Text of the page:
I can't stop laughing at the revisionsism enough. Frum is indeed incredibly wrong about the administration responsible for TARP. What amazes me, however, is the declaration of its "success" and the desire to claim ownership. This whole affair is far from over. I sincerely believe that in the fullness of time it will be well understood that TARP doomed us all and made the world even more dependent on now even "Too Bigger To Fail" banks. Sweden had this right and the bailout mentality is all wrong. Passing TARP was hardly heroic or sticking your neck out. True heroes would have lined up the banks and shot them between the eyes in bankruptcy. This is what was richly deserved. Unfortunately our captured political class is all cowards.

How could you allow David Frum to suggest that TARP began with Obama? How does that help anyone? It hurts Frum's reputation, it makes Marketplace look clownish and it misinforms listeners. So how could you do it? And what are you going to do to correct it? Jay Rosen www.pressthink.org

David, where are you Frum?
It's not the first time you've done this type of thing -- and you're so Young!
Is Marketplace your tryout for Fox ?

David Frum puts the blame for TARP on the Obama administration. Didn't the bailouts begin under Bush? Frum's misrepresentation deserves a correction or are NPR commentators immune to fact-checking?

Quick fact check for you guys:

Who signed TARP into law? Easy, George W. Bush

Where did the bill come from before it reached President Bush's desk? Easy again, The House of Representatives and the Senate.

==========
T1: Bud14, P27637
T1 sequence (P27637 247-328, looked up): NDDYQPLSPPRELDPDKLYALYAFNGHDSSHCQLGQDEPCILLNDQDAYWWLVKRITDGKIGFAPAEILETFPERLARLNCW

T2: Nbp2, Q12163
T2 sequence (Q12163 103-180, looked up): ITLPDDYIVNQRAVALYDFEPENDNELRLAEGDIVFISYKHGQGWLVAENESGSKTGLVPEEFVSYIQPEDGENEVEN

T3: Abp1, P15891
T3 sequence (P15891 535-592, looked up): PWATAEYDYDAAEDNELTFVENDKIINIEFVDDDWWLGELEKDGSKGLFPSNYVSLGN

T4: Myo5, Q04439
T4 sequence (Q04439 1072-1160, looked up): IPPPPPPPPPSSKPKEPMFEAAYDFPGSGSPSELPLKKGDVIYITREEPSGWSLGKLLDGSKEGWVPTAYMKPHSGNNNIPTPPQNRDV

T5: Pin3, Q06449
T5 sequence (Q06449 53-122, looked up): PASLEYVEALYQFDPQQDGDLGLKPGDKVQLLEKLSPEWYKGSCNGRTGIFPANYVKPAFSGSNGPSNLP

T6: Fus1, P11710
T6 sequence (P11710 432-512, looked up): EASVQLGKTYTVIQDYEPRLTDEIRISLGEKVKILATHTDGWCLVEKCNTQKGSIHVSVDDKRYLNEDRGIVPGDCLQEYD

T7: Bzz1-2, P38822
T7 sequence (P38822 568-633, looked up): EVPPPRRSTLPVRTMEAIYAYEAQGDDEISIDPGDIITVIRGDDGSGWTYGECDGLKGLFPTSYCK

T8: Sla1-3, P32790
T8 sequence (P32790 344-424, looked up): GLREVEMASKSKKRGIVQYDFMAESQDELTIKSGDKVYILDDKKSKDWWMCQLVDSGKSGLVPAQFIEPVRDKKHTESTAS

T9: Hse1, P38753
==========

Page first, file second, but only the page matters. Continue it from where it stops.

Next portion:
Who voted for TARP in the Senate? 74 Senators, including future President Obama and Senator McCain.
Source: http://www.senate.gov/legislative/LIS/roll_call_lists/roll_call_vote_cfm...

Did both of these Senators, whilst running for the Presidential election, attend a financial summit with President Bush to discuss TARP? Yup.
Source: http://www.npr.org/templates/story/story.php?storyId=95054403

Is Mr. Frum correct in implying that President Obama is the root cause of TARP? No, but President Obama did vote for it in the Senate and has a part in it being the American mindset today.

Carry on.

This sounds like a sound byte from Glenn Beck. Mr. Frum does his own party a disservice by failing to acknowledge that the plan originated and was passed by the Bush administration. And initially, most of the money was spent in the Bush administration. Now we know that it didn't cost nearly as much as everyone thought it would because so much of it has been paid back. To me, the facts are not evident in this story.

David From did not "imply" that TARP was enacted by the Obama administration, he lied. Although bald-faced lies are the provence of Republican operatives since Karl Rove, allowing a political hack a podium as a commentator to lie on Marketplace threatens your credibility.

Vetting is for real journalist.
If you've read previous Frum articles on Marketplace y'all would know this.

btw: How are you stimulating the economy David? How many jobs have you created criticizing the White House?

I also demand a retraction of Frum's claim that TARP was the Obama administration's creation. Perhaps short memories are an asset for Republican speech writers but I do not countenance historical revisionism. I expect better from Marketplace.